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Title: Ria, a novel and an exegesis
Authors: Nuraliah Norasid
Keywords: DRNTU::Social sciences::Psychology
Issue Date: 2015
Source: Nuraliah Norasid. (2015). Ria, a novel and an exegesis. Doctoral thesis, Nanyang Technological University, Singapore.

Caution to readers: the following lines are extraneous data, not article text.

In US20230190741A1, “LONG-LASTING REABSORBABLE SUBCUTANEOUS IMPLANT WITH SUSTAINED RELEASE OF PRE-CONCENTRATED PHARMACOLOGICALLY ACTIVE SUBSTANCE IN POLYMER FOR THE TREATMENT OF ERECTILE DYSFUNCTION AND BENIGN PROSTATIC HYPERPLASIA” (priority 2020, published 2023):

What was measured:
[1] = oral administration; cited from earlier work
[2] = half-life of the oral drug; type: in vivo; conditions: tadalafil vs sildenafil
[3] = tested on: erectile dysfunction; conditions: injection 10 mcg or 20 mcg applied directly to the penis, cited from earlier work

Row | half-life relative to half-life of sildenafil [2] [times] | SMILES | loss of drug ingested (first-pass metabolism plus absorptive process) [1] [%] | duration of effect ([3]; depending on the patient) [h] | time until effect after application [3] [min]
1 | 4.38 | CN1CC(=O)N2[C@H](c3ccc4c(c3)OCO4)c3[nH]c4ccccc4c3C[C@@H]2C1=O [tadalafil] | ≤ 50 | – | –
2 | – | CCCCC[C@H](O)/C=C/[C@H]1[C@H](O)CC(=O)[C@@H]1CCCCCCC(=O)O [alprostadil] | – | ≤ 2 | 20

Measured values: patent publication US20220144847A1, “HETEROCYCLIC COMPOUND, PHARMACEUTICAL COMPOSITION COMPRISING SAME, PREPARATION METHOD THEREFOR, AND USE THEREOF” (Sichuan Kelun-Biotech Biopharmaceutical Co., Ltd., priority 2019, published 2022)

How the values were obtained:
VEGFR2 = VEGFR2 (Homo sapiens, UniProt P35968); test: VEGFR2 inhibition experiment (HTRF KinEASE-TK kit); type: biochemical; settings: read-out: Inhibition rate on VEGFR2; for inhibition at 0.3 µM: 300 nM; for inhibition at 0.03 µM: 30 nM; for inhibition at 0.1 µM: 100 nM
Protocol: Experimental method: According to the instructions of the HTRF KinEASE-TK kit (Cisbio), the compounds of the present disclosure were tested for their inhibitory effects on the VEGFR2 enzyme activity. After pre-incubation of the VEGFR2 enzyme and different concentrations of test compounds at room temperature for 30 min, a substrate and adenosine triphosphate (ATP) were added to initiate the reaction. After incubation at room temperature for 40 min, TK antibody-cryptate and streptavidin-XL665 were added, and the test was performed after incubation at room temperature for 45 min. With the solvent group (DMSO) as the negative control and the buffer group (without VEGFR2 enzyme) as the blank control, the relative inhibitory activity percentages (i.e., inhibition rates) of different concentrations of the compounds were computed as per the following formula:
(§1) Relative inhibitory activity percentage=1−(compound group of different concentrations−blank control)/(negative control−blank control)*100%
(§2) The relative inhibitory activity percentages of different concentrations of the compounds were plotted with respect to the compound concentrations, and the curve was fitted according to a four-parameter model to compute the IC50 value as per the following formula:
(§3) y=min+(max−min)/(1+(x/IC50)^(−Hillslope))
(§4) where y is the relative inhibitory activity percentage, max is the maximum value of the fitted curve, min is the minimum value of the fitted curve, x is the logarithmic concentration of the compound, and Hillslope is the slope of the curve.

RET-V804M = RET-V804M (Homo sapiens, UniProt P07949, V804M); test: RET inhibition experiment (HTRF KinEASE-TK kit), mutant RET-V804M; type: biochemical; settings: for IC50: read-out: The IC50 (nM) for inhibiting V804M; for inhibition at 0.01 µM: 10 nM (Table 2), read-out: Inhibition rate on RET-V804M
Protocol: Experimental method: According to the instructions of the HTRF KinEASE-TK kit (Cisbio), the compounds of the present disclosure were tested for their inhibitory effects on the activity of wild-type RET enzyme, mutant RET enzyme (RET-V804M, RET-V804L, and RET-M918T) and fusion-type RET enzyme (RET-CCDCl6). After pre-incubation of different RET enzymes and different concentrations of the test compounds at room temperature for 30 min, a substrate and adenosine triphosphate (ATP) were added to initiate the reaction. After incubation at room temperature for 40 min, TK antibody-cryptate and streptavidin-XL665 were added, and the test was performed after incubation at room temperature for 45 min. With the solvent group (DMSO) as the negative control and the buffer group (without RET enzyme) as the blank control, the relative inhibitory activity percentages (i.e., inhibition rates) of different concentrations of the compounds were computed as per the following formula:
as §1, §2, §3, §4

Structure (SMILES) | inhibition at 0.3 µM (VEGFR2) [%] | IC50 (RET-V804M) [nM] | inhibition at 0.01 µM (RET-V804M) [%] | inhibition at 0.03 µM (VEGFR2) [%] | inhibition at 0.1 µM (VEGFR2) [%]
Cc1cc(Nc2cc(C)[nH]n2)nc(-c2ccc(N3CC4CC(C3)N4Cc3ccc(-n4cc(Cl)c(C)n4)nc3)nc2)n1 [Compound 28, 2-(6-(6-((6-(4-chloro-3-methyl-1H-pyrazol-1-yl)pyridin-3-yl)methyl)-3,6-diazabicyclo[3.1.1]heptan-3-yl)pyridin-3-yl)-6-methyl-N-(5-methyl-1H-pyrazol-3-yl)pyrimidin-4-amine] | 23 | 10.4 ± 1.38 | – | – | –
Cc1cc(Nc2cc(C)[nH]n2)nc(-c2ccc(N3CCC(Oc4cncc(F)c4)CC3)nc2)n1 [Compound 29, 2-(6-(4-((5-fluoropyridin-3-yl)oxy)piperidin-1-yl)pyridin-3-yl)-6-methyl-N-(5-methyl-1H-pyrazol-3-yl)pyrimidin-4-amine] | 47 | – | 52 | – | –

Abstract: This Ph.D thesis consists of a novel artefact, titled Ria, and an accompanying exegesis by the same name. The novel takes the Medusa mythology as derived from Hesiod’s Theogony, Ovid’s The Metamorphoses, and Canto IX of Dante Alighieri’s Inferno, and places it within the fictional land of Manticura. Manticura, named after the mythological Manticora, is a speculative space that resembles Singapore in terms of its physical landscape, geographical location, and history. Manticura’s population is made of humans and the quasi-fantastic scereans, tuyuns, feleenese, and cayanese races, each with their own racial traits, histories and lands of emigrant origin. The narrative is largely centred on Ria, one of two medusa sisters, whose isolated rural life is overturned by the onslaught of displacing modernisation. In a single moment of misjudgement, Ria petrifies an entire village of innocents with her gaze. The novel then follows Ria through the next sixty years of her immortal life, in which she tries first to seek atonement for what she has done and later to build a life of peace, isolated from her sister and the community in the underground settlement of Nelroote. In this time she meets and starts a relationship with Eedric, before a turn of events disrupts the obscurity and safety of both Nelroote and the medusas it harbours.The exegesis examines the ways in which the theoretical ideas related to the ‘Medusan’ gaze come through within the figure of the novel’s title character. It is divided into three main bodies of argument: the first situates Ria within the critical genre of mythic revisionism and touches upon a few aspects of worldbuilding; the second looks at the construction of Barani’s and Ria’s gazes within existing premises of the look in the different structures of seeing; while the third deals with the intersections between the gaze’s creation of caesura and embodied memorialisation.
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